Identification of metal-tolerant organisms isolated from the Plankenburg River, Western Cape, South Africa
The ability of biofilms to resist pollutants makes them advantageous for use in bioremediation. The objective of this investigation was to isolate metal-tolerant micro-organisms from a site along the Plankenburg River. Microbial biofilms cultivated in multi-channelled flow cells were exposed to varying concentrations of aluminium (Al), iron (Fe), copper (Cu), manganese (Mn), nickel (Ni) and zinc (Zn), stained with the BacLightTM viability probe, visualised using epifluorescence microscopy and analysed using ScionImage. Exposure to the highest Al, Fe, Cu and Mn concentrations increased the percentages of dead cells. A difference in live and dead cells after exposure to varying Zn and Ni concentrations was not evident. When exposed to the lowest concentrations, no notable difference could be detected in comparison with the untreated control. Possible metal-tolerant micro-organisms were identified from the exposed flow cells using polymerase chain reaction (PCR) and deoxyribonucleic acid (DNA) sequencing, followed by ClustalX alignment and phylogenetic analysis. Phylogenetic analysis identified a variety of organisms, including Bacillus sp., Pseudomonas sp., Delftia tsuruhatensis strain A90, Kocuria kristinae strain 6J-5b, Comamonas testosteroni WDL7, Stenotrophomonas maltophilia strain 776, Staphylococcus sp. MOLA:313, Micrococcus sp. TPR14, Sphingomonas sp. 8b-1 and Microbacterium sp. PAO-12. Two major clusters could be distinguished based on their Gram-reactions.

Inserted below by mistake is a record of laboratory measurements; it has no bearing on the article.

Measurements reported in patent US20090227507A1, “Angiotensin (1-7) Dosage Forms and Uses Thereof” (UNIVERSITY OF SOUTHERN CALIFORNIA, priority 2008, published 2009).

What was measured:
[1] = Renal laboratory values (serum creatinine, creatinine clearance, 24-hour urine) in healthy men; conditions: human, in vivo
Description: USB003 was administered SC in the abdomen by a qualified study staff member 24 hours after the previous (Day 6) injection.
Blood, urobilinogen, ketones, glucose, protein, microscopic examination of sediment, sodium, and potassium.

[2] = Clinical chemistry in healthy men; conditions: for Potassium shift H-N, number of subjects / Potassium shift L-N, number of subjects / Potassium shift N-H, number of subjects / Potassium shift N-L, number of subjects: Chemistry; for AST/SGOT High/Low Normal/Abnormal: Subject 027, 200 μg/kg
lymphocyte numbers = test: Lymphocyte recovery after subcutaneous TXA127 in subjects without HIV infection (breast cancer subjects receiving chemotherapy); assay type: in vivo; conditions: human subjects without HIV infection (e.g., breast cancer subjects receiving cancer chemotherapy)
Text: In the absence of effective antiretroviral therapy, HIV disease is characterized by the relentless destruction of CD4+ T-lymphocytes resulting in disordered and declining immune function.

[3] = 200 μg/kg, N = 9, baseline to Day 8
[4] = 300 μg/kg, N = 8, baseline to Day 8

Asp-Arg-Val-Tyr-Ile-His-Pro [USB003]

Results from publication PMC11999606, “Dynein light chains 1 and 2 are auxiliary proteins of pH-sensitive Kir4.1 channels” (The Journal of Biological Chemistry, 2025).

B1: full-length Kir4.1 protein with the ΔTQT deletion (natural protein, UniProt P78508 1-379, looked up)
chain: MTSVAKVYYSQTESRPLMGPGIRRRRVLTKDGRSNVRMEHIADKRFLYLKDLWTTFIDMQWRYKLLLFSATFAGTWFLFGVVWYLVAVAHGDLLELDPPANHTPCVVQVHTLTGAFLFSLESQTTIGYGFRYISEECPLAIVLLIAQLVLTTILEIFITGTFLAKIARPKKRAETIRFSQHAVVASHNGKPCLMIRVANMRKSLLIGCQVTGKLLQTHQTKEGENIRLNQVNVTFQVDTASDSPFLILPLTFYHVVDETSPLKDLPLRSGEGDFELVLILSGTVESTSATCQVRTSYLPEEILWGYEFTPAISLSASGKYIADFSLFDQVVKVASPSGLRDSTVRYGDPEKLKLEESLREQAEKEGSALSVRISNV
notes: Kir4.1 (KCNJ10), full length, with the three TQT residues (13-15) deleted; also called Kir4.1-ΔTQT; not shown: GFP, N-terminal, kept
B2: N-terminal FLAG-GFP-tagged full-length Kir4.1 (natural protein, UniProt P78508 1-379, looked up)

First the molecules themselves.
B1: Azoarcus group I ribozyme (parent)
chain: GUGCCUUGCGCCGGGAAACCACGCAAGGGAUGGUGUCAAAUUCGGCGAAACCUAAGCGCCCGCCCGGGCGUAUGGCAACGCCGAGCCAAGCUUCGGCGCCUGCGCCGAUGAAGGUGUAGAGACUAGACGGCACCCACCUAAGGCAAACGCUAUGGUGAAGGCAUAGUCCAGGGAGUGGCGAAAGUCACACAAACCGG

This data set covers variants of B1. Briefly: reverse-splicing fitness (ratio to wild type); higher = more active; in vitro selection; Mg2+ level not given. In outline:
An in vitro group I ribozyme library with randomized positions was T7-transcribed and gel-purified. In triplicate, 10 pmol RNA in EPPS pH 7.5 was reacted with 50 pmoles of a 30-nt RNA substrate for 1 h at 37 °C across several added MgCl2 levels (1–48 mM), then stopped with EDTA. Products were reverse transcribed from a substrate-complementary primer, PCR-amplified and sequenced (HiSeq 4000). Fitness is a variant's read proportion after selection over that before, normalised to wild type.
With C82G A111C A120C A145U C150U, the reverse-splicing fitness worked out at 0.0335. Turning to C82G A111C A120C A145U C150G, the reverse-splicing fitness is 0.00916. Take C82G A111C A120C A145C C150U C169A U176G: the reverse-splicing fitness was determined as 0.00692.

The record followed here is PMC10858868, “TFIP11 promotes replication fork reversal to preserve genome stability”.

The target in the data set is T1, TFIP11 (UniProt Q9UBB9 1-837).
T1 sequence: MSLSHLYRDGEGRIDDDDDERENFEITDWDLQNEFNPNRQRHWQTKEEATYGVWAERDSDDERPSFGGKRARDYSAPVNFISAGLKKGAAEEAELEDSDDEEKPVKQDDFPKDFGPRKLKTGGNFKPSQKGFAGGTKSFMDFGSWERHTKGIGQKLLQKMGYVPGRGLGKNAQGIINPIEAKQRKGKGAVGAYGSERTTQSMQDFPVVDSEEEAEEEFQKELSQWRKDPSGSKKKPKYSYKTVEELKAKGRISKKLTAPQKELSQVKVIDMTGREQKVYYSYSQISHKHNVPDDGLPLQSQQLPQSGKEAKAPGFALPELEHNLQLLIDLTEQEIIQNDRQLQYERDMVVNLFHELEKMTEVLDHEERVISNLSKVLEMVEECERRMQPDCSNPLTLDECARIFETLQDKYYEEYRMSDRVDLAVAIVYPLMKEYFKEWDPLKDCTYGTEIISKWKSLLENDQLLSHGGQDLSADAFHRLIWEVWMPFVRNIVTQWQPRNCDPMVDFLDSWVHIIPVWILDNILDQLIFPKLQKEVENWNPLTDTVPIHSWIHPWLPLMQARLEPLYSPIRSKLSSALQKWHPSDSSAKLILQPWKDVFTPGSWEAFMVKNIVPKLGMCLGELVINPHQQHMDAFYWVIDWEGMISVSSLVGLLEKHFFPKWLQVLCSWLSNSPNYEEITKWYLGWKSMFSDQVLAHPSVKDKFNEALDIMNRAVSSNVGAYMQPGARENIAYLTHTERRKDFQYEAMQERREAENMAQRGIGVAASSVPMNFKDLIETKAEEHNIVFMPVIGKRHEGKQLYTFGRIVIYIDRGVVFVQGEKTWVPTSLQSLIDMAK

Keywords: BacLightTM viability probe, biofilms, phylogenetic analysis, river water, ScionImage